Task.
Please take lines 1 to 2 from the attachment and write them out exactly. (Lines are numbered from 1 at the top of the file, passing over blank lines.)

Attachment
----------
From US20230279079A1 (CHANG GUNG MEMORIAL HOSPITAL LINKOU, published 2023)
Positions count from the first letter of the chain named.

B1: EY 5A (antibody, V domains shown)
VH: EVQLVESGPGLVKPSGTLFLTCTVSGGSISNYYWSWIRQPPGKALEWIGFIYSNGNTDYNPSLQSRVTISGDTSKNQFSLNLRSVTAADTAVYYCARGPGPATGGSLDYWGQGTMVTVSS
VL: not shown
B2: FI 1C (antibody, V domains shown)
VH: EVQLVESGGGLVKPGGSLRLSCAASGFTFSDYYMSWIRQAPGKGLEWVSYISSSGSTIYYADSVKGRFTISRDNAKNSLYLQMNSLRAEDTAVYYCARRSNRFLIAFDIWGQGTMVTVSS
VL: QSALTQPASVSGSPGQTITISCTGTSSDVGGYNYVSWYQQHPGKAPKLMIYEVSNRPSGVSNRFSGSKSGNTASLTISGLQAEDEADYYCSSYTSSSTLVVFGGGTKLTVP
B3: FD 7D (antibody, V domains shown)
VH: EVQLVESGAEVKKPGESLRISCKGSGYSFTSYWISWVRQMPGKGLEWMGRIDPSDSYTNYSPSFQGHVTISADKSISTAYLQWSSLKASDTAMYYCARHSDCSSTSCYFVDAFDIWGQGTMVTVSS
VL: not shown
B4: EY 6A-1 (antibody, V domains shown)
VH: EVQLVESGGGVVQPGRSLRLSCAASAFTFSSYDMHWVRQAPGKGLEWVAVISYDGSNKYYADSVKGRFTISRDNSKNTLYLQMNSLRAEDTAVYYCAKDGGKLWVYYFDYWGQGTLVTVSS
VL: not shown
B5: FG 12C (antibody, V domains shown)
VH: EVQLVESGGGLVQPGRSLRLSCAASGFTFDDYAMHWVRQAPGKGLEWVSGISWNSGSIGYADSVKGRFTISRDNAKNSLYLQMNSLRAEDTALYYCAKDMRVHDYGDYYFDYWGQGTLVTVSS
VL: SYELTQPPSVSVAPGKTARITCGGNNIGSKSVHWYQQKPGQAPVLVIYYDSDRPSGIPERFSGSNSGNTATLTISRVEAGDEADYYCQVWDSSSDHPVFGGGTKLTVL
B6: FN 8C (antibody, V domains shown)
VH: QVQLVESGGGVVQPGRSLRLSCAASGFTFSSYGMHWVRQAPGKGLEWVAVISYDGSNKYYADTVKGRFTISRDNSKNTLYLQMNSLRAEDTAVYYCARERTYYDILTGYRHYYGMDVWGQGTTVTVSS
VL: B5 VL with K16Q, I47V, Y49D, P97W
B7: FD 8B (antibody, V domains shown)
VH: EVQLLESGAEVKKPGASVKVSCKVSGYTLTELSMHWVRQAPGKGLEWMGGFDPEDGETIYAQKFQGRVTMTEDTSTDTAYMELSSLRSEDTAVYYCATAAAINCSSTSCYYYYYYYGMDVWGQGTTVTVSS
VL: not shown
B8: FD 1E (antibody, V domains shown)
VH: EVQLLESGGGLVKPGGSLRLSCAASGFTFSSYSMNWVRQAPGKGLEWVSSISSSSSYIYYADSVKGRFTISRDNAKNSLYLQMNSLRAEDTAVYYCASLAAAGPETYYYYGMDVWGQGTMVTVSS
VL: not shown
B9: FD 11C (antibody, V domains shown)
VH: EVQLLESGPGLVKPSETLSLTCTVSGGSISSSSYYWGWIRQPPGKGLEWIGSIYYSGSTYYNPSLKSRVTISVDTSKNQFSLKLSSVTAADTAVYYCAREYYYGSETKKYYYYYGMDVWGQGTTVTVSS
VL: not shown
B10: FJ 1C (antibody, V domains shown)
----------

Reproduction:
From US20230279079A1 (CHANG GUNG MEMORIAL HOSPITAL LINKOU, published 2023)
Positions count from the first letter of the chain named.